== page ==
At the same time, a second team roster will line-up in Spain at the Clasica de Almeria in Spain, scheduled for the very next day. Tour de France Mountains Jersey winner Michael Rasmussen is planned to make his return to racing at the event, alongside Theo Eltink, Jukka Vastaranta, Denis Menchov, Pieter Weening, Thorwald Veneberg and Alexander Kolobnev. The team will change only slightly for the following Spanish stage race, the Vuelta a Murcia from March 1-5, where Marc Wauters, Niels Scheuneman and Marc de Maar are appointed to replace Jukka Vastaranta and Alexander Kolobnev.

The 2006 season will then really get under way with ProTour stages races Paris-Nice (March 5-12) and Tirreno Adriatico (March 8-14), where two separate Rabobank rosters will line up as the events overlap. The French "race to the sun" will see Erik Dekker, Mathew Hayman, Jan Boven, Graeme Brown, Joost Posthuma, Grischa Niermann, Alexander Kolobnev and one other rider on its roads, whereas its Italian counterpart will welcome Thomas Dekker, Michael Boogerd, Oscar Freire, Juan Antonio Flecha, Pedro Horrillo, Bram de Groot, Marc Wauters and Thorwald Veneberg.

Next up will be the Italian one-day Classic Milano-Sanremo. Oscar Freire, Erik Dekker, Thomas Dekker, Juan Antonio Flecha, Pedro Horrillo, Bram de Groot, Marc Wauters and another rider yet to be determined will give their all on the hilly roads towards the race finish at the Via Roma.

Future Stars this weekend

Another generation of 'future stars' will be decided at the Manchester Velodrome this weekend in the culmination of the Revolution Future Stars competition, which has nurtured some of Britainís most promising new talent with last seasonís top riders making significant progress as part of British Cyclingís Olympic Development Programme.

Steven Burke won the competition, but on paper the biggest success has been runner up Andy Tennant, who went on to take the individual pursuit title at the 2005 Junior World Championships. Tennant and Burke have also enjoyed success in the Team Pursuit taking silver at the Junior World Championships and winning the Junior European Championships. Both riders are now part of the elite field.

"The Future Stars racing provided the step up to the level Iím at now and my track skills have improved significantly over the last year," commented Burke. "It's a great experience to now be riding against so many world class riders and Iím learning from them all the time."

In its third year, the sponsorship of UK's Raleigh has made it possible to set up the competition for both girls and boys, giving more riders the chance to show their talent in a competitive arena. The first girls Future Stars competition has shown the strength of Welsh cycling, with the Welsh trio of Lucy Richards, Katie Curtis and Alex Greenfield in first, second and third places respectively.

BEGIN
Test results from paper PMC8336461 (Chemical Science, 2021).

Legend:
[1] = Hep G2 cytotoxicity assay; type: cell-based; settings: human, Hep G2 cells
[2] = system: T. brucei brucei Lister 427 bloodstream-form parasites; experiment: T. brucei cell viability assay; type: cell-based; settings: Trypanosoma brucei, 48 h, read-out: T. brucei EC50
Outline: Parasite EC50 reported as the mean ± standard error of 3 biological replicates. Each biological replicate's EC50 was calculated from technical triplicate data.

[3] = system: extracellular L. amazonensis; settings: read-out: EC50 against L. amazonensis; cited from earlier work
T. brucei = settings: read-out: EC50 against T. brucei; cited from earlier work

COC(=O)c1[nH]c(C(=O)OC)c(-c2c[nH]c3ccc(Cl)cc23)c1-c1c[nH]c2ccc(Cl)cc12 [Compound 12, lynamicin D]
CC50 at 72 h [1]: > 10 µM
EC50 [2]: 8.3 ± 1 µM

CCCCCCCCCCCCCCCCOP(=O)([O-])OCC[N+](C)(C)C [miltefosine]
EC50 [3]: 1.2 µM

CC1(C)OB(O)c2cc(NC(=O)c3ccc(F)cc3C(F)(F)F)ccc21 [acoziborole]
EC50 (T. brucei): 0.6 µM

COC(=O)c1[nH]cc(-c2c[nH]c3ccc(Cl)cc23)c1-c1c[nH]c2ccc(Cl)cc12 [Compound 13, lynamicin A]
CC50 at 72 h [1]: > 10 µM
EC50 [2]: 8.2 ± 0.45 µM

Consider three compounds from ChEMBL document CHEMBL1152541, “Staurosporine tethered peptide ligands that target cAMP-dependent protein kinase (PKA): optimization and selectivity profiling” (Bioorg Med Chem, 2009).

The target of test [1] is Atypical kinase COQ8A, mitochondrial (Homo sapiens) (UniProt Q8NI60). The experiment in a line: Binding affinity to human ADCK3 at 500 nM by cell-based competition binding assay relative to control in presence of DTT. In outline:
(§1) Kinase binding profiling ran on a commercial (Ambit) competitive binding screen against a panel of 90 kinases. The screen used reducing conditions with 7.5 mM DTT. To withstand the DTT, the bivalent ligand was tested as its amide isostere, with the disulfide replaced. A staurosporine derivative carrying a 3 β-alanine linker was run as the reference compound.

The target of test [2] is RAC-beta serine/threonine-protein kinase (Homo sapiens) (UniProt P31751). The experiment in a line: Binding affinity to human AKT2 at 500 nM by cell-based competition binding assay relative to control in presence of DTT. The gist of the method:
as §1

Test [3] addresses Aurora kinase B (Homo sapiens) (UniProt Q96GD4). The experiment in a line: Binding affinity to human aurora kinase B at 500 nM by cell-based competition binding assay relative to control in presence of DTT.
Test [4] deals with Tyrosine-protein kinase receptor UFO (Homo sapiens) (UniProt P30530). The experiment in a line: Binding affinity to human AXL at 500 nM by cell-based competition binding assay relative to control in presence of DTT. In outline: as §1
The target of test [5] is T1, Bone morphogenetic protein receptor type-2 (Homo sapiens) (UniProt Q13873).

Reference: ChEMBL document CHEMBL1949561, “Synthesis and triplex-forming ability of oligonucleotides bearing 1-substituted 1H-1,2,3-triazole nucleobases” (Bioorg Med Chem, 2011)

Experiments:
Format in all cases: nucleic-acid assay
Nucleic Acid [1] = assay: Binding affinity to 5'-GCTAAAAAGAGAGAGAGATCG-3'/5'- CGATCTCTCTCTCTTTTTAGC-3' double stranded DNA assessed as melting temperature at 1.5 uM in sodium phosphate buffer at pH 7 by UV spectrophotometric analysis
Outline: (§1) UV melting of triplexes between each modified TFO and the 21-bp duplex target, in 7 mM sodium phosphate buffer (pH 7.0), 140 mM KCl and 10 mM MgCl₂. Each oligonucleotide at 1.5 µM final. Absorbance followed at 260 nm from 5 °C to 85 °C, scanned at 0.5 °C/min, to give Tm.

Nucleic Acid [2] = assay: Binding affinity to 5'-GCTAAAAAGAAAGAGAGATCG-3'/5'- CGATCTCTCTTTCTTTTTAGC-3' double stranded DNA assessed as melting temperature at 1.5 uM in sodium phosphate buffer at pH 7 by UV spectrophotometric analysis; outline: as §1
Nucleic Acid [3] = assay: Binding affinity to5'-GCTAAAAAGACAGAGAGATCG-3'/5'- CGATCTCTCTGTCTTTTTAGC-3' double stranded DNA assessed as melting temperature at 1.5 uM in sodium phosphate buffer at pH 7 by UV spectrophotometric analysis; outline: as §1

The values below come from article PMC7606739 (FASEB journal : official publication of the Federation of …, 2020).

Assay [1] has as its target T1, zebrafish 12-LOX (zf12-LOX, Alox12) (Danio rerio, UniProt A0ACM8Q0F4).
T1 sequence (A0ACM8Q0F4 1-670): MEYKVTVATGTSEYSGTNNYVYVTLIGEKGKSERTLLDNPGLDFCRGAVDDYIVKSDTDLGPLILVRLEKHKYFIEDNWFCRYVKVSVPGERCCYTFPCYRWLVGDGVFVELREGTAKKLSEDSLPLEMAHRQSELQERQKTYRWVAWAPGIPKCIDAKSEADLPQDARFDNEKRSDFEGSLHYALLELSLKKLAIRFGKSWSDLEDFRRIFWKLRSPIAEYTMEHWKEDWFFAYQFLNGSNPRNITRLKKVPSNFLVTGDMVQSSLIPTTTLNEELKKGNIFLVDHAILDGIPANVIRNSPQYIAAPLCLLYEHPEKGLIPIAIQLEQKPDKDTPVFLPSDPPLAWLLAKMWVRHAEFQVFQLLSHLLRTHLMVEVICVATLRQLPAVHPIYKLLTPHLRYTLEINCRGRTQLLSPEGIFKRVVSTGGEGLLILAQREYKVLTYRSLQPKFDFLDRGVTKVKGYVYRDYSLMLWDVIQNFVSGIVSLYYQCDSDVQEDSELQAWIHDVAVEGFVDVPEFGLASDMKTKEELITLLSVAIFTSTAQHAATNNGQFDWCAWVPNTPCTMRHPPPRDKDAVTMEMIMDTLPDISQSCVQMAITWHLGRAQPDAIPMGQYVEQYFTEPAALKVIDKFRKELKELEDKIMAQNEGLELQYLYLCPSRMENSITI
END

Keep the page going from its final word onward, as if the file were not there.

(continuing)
"I think I have raced well, it hasnít been easy and the racing was hard but I really enjoyed it," said Richards, who dominated the competition and looks set to take the first female title. "Itís good experience to race in front of a crowd like that - they really get behind you and support you, creating a great atmosphere. It's the biggest crowd I've ridden in front of; it's been fantastic."

In the boys competition, Peter Kennaugh provided an great display of racing and track skill. "I'm obviously delighted with my performance," commented Kennaugh. "Riding in front of thousands of people who pack the velodrome once a month for the Revolution series is an amazing experience, I don't even have to psyche myself up before the races because the crowd get me so fired up."

Kennaugh has strong ambitions for his career and believes the Future Stars competition is just the starting point for the Manx rider. "This year I will be riding with the Glendene CC team on the road, I will be racing in Belgium and competing in the Junior Buckly series, however my main goals this season are the World and European junior track champs with Great Britain."

The Future Stars will be part of Revolution 12. For more information, please go to

Simoni's voice wakens coma girl

Italian sports paper La Gazzetta dello Sport reported that the voice of Gilberto Simoni made a young girl come out of a coma in which she had been for four months after an accident. The 'miracle' dates back to 2003 but the story only found its way to the press this week. The girl, Chiara, was hit by a car while she was out cycling with her brother. The boy died and Chiara did not regain consciousness until her parents decided to play an interview with Gilberto Simoni which they had taped after his Giro d'Italia victory in 2003. Reportedly, "Bebo" was the first word the girl spoke - the nickname that she gave her great idol.

Courtesy of Sabine Sunderland

McLane Pacific Cycling Classic lifts 8-rider limit

The 13th Annual McLane Pacific Cycling Classic is the first non-stage race of the year for the United States Cycling Federation National Racing Calendar, scheduled for Saturday, March 4.

Breaking with tradition, the seasoned planning committee initially implemented the suggested eight-man rider limit for participating teams. After further discussions with team directors, the MPCC committee has decided not to cap the maximum number of riders eligible to race from each team for this year's event.

At the Downtown Grand Prix, internationally acclaimed cyclists will race around a 0.8 mile circuit in Merced, 70 miles southwest of Yosemite National Park. On the next day, the Foothills Road Race will take place on a 24-mile rolling loop.

"I call it the 'wake up race' because it's like the alarm clock going off after a season of training," said Brian Sheedy of Priority Health Cycling Team. "It always hurts going to McLane because it's really fast."

In all, over 1200 riders are expected to try their luck in Merced this year, which has many other spectator-attracting events planned for that particular weekend.

For more information about the race, please visit

Rare bike stolen in Australia

Police are appealing for assistance to find a rare racing bicycle and accessories valued at AU$14,000 stolen from Fitzroy between Saturday, January 28 and Sunday, January 29. The bike is one of six in Australia, and was stolen from the front showroom of Brunswick Street Cycles at 433 Brunswick Street, Fitzroy.

Police believe the offender or offenders who removed the bicycle from a display stand also took two performance racing rims suitable for this type of bike from another area of the store. The bike is described as a Leggera Piuma, full carbon fibre frame, dark grey in colour, full Shimano gears and brakes.

The wheels are Stratus - Clincher, black with logos.

Police are appealing for anyone who has information about the theft to contact Crime Stoppers on 1800 333 000 or the Richmond CIU on +61 3 8420 3677.

Previous News    Next News

(All rights reserved/Copyright Knapp Communications Pty Limited 2006)